As for Nokia phones – for the past several years, all 3G phones (iPhone and US market not included) have supported a standard called 3G-324M which does mobile video telephony. It works great between handsets of different manufacturers, between operators AND when roaming. That’s well over 100 million handsets worldwide I am talking about. It still haven’t caught on because bandwidth for 3G-324M is rather limited (64kbps) and because of the same usability issues you’ll get with the iPad and the iPhone.

As for the desktops, we are already there with Skype’s latest client and in enterprises with enterprise video conferencing solutions from multiple vendors.



I am going to chime in with the “use it and love it” crowd. I am an ex-patriot working in Saudi Arabia and living in Peru. I use video conferencing extensively everyday to stay in touch with my kids and my mother in the States and my fiance in Peru. I am using a borrowed PC at the moment, but my fiance has our Macbook Pro in Peru and we communicate through Skype or gmail (gasp!), which both offer cross platform video conferencing. When I want to talk to my MSN friends with my Mac, I use Mercury because iChat, well, sucks.

As for a front facing camera on the iPhone, I think apple is blowing it. It would have been smarter to include it on the iPad. I would buy and iPad for my girl in Peru if it had a camera, because all she uses our Macbook Pro for is surfing the net, watching movies and video conferencing with me and her friends and family. We have friends and family in Europe, Asia, the US and South America that we regularly stay in contact with through video chats. But a cell phone is still a cell phone no matter how smart it is. I use a cell phone when I am out and about and I do not want to have to stare at the screen while I talk. My video chats are better suited to my living room or laying in bed or generally hanging out at my home or office. As to the popularity of video chatting, everyone I know uses it all the time, but then I am living outside the US, as are more and more US citizens (and folks from all over) these days.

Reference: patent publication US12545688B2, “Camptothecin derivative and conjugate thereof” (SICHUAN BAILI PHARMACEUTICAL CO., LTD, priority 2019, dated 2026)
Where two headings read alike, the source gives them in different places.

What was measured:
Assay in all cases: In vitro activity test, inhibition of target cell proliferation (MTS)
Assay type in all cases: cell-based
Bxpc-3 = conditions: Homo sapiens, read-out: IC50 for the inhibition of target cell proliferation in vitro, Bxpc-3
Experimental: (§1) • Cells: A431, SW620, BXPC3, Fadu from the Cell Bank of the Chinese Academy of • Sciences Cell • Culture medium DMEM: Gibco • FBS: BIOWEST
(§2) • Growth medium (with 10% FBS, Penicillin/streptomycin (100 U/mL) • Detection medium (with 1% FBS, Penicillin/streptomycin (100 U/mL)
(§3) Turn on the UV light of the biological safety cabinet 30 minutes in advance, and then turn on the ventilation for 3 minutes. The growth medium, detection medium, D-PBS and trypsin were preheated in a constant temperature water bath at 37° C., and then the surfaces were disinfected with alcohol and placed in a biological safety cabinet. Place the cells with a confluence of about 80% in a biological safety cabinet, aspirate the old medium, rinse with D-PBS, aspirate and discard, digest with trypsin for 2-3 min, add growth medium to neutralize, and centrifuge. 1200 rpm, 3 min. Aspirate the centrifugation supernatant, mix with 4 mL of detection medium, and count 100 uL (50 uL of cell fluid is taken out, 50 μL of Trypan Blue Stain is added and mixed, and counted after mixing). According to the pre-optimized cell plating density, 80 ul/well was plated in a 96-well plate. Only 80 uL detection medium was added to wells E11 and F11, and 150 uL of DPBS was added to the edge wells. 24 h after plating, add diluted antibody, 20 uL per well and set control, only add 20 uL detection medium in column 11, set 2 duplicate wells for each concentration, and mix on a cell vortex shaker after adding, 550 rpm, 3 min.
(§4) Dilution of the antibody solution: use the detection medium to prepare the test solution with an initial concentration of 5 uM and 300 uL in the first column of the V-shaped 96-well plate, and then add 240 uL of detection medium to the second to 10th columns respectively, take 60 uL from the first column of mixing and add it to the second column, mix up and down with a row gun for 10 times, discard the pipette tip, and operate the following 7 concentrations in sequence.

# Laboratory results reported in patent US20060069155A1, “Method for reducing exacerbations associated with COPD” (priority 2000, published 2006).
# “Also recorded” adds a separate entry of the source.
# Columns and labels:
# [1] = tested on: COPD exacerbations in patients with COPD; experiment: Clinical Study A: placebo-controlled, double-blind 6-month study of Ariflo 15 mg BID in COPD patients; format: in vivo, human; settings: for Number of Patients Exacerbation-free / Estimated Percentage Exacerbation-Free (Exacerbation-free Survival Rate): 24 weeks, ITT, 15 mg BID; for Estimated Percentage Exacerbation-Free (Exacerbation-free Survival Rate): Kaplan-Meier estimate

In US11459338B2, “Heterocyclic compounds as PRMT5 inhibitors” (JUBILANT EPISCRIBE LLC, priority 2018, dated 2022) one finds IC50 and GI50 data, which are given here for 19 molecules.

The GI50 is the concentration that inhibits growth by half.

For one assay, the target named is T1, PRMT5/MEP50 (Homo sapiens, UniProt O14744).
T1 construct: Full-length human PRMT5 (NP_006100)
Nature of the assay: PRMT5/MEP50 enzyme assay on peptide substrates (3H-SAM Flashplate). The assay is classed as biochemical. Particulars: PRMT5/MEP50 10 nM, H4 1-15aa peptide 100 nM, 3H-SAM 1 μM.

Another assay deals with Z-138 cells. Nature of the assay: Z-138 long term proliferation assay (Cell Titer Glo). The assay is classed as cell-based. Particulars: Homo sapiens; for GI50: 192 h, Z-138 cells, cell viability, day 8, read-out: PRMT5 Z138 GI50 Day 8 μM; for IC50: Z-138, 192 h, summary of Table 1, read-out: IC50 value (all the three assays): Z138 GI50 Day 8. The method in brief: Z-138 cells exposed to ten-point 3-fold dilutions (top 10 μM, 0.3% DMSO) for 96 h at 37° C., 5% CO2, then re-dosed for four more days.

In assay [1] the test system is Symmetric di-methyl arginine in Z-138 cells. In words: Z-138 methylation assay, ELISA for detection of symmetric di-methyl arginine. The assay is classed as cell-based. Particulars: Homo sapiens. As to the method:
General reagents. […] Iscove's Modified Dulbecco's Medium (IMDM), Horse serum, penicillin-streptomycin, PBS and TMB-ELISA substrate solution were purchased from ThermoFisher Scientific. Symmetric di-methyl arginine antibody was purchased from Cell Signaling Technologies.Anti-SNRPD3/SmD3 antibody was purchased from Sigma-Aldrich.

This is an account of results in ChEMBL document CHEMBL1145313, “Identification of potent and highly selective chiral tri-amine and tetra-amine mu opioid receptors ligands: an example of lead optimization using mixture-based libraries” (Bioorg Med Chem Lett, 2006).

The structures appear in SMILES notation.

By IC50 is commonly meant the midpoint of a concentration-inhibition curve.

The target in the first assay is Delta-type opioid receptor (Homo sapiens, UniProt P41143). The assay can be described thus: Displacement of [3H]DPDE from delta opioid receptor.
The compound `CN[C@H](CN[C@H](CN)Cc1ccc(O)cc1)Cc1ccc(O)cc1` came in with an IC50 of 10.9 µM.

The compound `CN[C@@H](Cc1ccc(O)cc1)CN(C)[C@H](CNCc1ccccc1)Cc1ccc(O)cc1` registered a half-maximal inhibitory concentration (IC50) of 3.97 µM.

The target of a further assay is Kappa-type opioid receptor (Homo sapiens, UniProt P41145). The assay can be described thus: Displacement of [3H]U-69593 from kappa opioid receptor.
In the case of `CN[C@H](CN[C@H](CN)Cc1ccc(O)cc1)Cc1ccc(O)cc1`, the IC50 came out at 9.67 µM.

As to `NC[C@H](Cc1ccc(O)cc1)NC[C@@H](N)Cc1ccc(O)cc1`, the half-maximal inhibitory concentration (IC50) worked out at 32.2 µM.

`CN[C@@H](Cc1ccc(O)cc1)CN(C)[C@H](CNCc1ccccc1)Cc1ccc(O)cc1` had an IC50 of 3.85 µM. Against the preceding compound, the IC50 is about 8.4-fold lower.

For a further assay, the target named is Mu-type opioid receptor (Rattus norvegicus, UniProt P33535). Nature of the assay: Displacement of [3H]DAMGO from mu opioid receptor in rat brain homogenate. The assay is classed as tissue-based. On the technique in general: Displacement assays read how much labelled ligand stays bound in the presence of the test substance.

Just my two cents, good conversation though.


Give it time to take off and let’s pressure all telcos to offer low-cost, contract free options as AT&T has been persuaded to with the iPad.
iPad will get 2 cameras.
So will iPod Touch.
MacBooks/Pros will get 3G a la iPad formula.
Then it will likely gain on SMS.
The advantage of SMS is that you get it quickly but can delay looking at it and responding. Videochats require you to be accessible and available to stop whatever you’re doing to pay attention. Unlikely to be tolerated at work.


Another vote here for the “what a bizarre article” response. I find the iSight on my Macs incredibly useful. I never use iChat – that truly is useless due to the fact that 90% of the world don’t use iChat or AIM – but I use Skype all the time. I travel a lot on business and it is perfect for keeping in touch with my young family. The kids also use it to stay in touch with grandparents and my wife uses it one or twice a week to talk to her parents or sister. Now that Apple are adding a front-facing camera to the nextgen iPhone and assuming Skype update their iPhone client, I predict that video chat will become even more useful. It would be great to chat to the family with video when out and about.

Stark Ravin

I agree with @Scott Rose and some of the other commenters here: what a bizarre article. I use my iSight camera (on both my iMac and my MacBook) all the time, mostly with Skype, which is a great cross platform conferencing solution. While it may not be so for the author, videoconferencing for the rest of the world is a staple of daily computing. To think that Apple would ever drop webcams (in whatever form) from their offerings is just completely out of touch with the market. In fact, the indications are strong that Apple will be moving iChat videoconferencing into the next iPhone. That doesn’t strike me as any indication of abandonment.

Fatman Ballmer

I don’t understand this article. iChat may be a failure, but iSight has been a huge success, it’s part of every Mac screen, period. In the PC world things may look different, i don’t know, I am not a PC ‘expert’ any more.